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The last quarter of the 19th century. The territory of present-day Armenia and Azerbaijan
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Old 7th July 2022, 10:56 PM   #5
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i am not sure whether the leather is of “Russian” manufacture. Caucasians had their own. What for some reasons is desirable to contemporary Russian collectors is not the origin, but the color:red.
Why? Because Y is a crooked letter:-)
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Old 7th July 2022, 11:48 PM   #6
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Quote:
Originally Posted by Conduit View Post
Thanks for your input.
As far as I know Russian leather, topped with strong smelling birch oil, was a major export good from Russia in the 17th and 18th centuries because of its unmatched quality.
As the actual tanning and dying process has been lost since Russian Revolution it is understandable why pre-Revolution leather is so desirable.
Some pieces of the Russian leather recovered from Metta Catharina shipwreck has been sold at top price for both contemporary and restoration purposes.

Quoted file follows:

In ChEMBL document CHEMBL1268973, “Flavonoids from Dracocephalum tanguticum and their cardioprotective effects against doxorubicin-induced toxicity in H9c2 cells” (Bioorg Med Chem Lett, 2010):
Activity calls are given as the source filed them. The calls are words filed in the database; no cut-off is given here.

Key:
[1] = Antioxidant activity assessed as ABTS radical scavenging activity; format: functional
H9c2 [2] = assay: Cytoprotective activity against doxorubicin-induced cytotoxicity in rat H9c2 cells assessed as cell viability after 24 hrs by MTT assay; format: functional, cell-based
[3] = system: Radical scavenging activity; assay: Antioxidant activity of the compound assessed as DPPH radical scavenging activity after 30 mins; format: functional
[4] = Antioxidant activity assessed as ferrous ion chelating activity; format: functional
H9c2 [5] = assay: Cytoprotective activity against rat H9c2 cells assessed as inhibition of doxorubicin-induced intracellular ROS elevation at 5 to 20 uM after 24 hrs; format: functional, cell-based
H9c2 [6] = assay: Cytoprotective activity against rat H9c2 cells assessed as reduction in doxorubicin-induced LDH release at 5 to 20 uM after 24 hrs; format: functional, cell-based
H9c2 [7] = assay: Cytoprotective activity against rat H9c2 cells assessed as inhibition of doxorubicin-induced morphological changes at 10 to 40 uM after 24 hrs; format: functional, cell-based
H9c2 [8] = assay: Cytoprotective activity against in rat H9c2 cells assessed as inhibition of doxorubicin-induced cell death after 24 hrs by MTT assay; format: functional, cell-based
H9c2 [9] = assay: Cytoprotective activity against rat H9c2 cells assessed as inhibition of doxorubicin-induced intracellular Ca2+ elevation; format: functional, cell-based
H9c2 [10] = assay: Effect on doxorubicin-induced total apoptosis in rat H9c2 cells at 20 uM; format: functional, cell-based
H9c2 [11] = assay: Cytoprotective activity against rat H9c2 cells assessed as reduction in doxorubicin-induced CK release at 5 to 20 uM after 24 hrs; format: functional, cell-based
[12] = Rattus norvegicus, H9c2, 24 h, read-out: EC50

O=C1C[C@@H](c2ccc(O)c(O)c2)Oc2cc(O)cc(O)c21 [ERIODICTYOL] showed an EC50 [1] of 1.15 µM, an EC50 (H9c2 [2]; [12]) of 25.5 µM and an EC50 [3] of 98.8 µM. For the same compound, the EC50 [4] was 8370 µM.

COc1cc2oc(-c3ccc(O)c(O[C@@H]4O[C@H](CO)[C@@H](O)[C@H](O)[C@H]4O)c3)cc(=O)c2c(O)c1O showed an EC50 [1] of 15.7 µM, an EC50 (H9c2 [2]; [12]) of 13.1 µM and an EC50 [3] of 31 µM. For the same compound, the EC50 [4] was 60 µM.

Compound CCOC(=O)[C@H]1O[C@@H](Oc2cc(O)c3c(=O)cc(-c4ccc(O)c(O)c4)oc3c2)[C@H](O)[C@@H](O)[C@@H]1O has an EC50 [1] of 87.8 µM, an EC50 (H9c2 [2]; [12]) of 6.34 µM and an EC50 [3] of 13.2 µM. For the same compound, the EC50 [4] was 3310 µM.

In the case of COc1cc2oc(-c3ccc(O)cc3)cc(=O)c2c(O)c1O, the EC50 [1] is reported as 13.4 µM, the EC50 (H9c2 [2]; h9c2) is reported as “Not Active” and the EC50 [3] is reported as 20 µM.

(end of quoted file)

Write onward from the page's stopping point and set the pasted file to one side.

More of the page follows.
Thank you for remembering the wonderful story of the finds from the ship "Metta Catharina"! At present, the situation has changed somewhat. In 2011, the French researcher and restorer Elise Blouet, with the help of the famous British tannery J & FJ Baker, began serious work to find the lost secret of Russian leather. It's also an amazing story! For example, the researchers found that the wood of the Brazilian tree pernambuco was used as a dye. Just imagine it! In the 18th century! In Russia! Brazilian wood! Six years later, this work was completed with success! Today, J & FJ Baker produces Russian leather according to the original recipe and it is a hit with some of the world's most renowned leather goods manufacturers.
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Old 8th July 2022, 12:13 AM   #7
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Quote:
Originally Posted by ariel View Post
What for some reasons is desirable to contemporary Russian collectors is not the origin, but the color:red.
Why?